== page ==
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Teacher’s Guide
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(6) Make a Solar Oven

Students will learn about the benefits and costs of renewable and non-renewable forms of energy and why some types of energy are more of a priority for companies to make than others. For instance, most homes are heated with natural gas, oil or electric power. Yet, every day the earth receives enough energy from the sun to heat every home in the world for one year.

Start video after you hear:
“But what would happen to our economy if many Americans began to consume less? Would a reduction in spending create an economic crisis? Stop video after hearing: “I do it because I want to make a small change. I hope other people will follow my example. In Holland, we have a saying, 'consum minder.' It means to consume less than you really need.“

A cardboard box for every student or student team measuring 1 to 1 1/2 feet square and about 6 inches deep, aluminum foil, black paper or paint, coat hangers, turkey or tofu hot dogs, one for each student. To see photos, drawings and construction details of other kinds of solar ovens, and some cooking tips, see To see a commercially available solar oven and solar cooking recipes, see

In Escape from Affluenza, members of Dutch eco-teams look for ways to reduce their household energy and water use, solid waste and overall consumption of resources. It’s a notable endeavor, considering that the Netherlands already has half the per capita energy consumption of the U.S.

The Dutch make special use of renewable forms of energy. For example, they encourage the use of food as energy (bicycles) by having an elaborate system of bike paths and separate traffic lights for bikes, and the Dutch have long harnessed the wind with windmills. In this exercise, students will explore the renewable energy source of sunshine.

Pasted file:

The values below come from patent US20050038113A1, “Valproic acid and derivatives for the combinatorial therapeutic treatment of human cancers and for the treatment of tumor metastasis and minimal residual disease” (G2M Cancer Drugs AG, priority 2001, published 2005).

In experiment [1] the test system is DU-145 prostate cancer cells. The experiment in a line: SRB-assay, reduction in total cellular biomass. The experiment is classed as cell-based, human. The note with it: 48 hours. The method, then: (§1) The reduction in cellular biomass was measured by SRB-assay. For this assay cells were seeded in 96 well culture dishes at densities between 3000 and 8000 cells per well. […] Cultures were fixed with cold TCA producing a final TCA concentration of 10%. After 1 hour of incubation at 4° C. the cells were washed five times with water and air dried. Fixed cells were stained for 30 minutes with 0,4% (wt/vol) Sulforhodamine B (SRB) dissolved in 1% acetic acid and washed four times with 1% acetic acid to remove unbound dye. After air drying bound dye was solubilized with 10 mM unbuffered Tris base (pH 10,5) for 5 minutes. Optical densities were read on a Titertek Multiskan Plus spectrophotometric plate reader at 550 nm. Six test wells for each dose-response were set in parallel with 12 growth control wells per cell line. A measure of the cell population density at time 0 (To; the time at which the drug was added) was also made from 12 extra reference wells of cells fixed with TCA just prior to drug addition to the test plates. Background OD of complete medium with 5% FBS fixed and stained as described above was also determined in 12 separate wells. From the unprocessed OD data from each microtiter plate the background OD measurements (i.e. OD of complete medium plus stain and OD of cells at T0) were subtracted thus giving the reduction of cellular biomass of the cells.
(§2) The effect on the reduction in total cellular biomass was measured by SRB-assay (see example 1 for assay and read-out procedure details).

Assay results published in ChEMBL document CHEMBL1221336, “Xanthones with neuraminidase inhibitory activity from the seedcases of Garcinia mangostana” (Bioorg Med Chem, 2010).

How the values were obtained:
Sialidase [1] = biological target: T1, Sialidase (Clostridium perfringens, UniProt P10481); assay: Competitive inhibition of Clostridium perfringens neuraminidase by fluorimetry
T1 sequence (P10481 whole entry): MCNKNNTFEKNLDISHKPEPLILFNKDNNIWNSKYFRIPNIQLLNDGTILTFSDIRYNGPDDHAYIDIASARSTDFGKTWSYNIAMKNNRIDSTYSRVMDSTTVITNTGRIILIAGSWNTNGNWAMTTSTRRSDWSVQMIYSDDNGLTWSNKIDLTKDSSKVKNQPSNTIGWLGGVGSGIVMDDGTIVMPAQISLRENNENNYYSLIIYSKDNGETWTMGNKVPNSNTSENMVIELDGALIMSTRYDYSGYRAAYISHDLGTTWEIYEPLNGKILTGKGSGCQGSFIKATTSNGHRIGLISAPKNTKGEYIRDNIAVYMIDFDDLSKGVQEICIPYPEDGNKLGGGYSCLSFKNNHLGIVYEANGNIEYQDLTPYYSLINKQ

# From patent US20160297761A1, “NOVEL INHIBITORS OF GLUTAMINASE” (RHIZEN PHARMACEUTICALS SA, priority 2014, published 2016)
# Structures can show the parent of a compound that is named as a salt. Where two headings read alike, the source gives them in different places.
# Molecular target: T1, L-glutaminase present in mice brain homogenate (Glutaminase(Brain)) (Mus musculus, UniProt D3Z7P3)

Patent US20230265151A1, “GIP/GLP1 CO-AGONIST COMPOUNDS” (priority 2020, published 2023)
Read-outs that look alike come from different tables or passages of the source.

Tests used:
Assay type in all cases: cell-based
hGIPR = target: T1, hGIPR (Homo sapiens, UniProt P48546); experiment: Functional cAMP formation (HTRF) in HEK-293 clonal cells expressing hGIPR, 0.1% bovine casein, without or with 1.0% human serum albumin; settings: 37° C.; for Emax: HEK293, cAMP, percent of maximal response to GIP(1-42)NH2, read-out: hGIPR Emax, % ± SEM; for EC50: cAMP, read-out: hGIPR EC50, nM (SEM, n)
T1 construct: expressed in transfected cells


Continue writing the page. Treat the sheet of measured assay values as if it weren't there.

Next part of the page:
Ask students to cover the outside of the box with black paper or black paint. Line the inside of the box with aluminum foil. Pull the coat hanger apart and straighten it before poking the wire into opposite sides of the box. To cook your hot dogs on a hot, sunny day, pull one end of the hanger out of the box and skewer the dogs on the wire over the inside of the box. Have students place their boxes in a sunny place and wait 5 to 10 minutes until the dogs are hot. Ask students to be careful, the inside of the box and the wire will get hot.

(a) If the sun can cook a hot dog, what are the possibilities for heating a house?

(b) Why isn’t there a greater effort to harness the sun -- the sun is free...who might NOT want to promote the use of solar energy?

(c) Why do companies have a greater incentive to deal in oil?

(d) Is there a bike path where you live? Who uses it? Why don’t more Americans ride their bikes? What kind of energy savings are to be had from riding a bike?

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